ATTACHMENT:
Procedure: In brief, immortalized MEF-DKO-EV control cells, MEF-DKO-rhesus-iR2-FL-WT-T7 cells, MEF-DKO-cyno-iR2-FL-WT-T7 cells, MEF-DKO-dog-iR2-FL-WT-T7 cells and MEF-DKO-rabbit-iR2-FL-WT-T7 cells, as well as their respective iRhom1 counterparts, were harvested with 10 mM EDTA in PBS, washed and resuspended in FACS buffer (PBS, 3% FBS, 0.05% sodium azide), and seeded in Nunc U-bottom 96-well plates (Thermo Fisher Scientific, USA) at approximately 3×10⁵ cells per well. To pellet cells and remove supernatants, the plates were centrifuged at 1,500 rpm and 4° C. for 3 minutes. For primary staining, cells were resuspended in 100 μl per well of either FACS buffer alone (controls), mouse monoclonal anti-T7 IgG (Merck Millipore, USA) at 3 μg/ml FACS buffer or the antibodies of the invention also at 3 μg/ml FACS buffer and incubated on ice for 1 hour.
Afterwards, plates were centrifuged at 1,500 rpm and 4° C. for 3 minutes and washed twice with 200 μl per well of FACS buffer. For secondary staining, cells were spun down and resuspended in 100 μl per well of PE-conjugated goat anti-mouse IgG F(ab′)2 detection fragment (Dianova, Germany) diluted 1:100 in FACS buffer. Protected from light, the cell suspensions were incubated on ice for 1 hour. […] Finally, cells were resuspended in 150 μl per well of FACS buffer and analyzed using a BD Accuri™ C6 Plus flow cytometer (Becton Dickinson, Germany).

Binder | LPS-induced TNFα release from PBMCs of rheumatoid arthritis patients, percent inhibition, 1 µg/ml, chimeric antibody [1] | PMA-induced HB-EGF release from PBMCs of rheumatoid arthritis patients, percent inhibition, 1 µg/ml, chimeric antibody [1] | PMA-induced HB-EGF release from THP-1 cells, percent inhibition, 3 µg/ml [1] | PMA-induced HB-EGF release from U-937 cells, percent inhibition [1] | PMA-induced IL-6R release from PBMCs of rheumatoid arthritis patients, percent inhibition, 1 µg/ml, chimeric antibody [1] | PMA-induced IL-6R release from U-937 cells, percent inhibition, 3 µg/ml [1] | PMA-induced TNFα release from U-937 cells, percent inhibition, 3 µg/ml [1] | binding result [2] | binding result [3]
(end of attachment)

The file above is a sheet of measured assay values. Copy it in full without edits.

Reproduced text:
Procedure: In brief, immortalized MEF-DKO-EV control cells, MEF-DKO-rhesus-iR2-FL-WT-T7 cells, MEF-DKO-cyno-iR2-FL-WT-T7 cells, MEF-DKO-dog-iR2-FL-WT-T7 cells and MEF-DKO-rabbit-iR2-FL-WT-T7 cells, as well as their respective iRhom1 counterparts, were harvested with 10 mM EDTA in PBS, washed and resuspended in FACS buffer (PBS, 3% FBS, 0.05% sodium azide), and seeded in Nunc U-bottom 96-well plates (Thermo Fisher Scientific, USA) at approximately 3×10⁵ cells per well. To pellet cells and remove supernatants, the plates were centrifuged at 1,500 rpm and 4° C. for 3 minutes. For primary staining, cells were resuspended in 100 μl per well of either FACS buffer alone (controls), mouse monoclonal anti-T7 IgG (Merck Millipore, USA) at 3 μg/ml FACS buffer or the antibodies of the invention also at 3 μg/ml FACS buffer and incubated on ice for 1 hour.
Afterwards, plates were centrifuged at 1,500 rpm and 4° C. for 3 minutes and washed twice with 200 μl per well of FACS buffer. For secondary staining, cells were spun down and resuspended in 100 μl per well of PE-conjugated goat anti-mouse IgG F(ab′)2 detection fragment (Dianova, Germany) diluted 1:100 in FACS buffer. Protected from light, the cell suspensions were incubated on ice for 1 hour. […] Finally, cells were resuspended in 150 μl per well of FACS buffer and analyzed using a BD Accuri™ C6 Plus flow cytometer (Becton Dickinson, Germany).

Binder | LPS-induced TNFα release from PBMCs of rheumatoid arthritis patients, percent inhibition, 1 µg/ml, chimeric antibody [1] | PMA-induced HB-EGF release from PBMCs of rheumatoid arthritis patients, percent inhibition, 1 µg/ml, chimeric antibody [1] | PMA-induced HB-EGF release from THP-1 cells, percent inhibition, 3 µg/ml [1] | PMA-induced HB-EGF release from U-937 cells, percent inhibition [1] | PMA-induced IL-6R release from PBMCs of rheumatoid arthritis patients, percent inhibition, 1 µg/ml, chimeric antibody [1] | PMA-induced IL-6R release from U-937 cells, percent inhibition, 3 µg/ml [1] | PMA-induced TNFα release from U-937 cells, percent inhibition, 3 µg/ml [1] | binding result [2] | binding result [3]